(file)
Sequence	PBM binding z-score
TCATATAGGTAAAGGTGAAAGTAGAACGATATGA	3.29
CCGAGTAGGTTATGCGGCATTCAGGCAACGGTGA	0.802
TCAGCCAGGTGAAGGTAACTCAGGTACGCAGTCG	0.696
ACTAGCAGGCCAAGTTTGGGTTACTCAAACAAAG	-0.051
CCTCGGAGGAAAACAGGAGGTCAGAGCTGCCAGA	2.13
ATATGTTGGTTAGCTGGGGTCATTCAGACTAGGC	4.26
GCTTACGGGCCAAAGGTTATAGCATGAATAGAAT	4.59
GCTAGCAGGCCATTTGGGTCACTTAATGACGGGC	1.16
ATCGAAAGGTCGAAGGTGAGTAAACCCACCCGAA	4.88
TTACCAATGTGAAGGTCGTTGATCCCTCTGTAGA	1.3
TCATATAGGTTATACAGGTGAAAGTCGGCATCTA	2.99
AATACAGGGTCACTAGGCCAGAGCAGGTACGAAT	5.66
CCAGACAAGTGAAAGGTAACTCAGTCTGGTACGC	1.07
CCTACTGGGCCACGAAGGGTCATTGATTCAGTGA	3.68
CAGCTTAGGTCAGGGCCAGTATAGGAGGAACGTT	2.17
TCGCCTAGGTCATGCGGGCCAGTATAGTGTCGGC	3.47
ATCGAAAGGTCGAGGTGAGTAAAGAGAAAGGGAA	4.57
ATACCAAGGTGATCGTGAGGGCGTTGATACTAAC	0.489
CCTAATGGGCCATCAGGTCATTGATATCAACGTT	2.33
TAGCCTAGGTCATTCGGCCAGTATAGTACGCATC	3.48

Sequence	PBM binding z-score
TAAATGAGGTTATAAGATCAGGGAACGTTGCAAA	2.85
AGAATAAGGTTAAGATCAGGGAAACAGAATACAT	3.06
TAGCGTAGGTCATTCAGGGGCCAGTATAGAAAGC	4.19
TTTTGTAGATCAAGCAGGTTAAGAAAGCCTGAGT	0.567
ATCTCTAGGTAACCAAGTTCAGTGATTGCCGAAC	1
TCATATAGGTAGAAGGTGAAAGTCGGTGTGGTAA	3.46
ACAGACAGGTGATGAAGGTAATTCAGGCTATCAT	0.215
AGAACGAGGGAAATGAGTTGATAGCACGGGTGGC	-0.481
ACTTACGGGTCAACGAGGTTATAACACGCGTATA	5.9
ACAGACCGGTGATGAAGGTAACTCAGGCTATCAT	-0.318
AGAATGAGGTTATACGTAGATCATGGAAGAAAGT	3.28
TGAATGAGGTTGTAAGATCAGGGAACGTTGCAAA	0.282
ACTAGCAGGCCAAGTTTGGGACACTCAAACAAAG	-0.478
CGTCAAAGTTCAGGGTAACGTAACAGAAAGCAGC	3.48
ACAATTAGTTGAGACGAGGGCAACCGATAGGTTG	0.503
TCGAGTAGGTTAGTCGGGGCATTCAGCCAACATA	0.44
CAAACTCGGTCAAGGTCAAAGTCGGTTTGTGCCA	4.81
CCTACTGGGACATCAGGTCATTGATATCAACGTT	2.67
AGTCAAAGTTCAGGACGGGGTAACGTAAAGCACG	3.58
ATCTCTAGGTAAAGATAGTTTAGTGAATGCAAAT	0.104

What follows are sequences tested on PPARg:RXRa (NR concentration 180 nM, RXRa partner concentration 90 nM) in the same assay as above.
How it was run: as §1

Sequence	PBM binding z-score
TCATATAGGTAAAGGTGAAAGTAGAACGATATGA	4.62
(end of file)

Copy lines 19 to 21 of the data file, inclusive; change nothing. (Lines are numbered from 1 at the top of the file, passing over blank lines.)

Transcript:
ATACCAAGGTGATCGTGAGGGCGTTGATACTAAC	0.489
CCTAATGGGCCATCAGGTCATTGATATCAACGTT	2.33
TAGCCTAGGTCATTCGGCCAGTATAGTACGCATC	3.48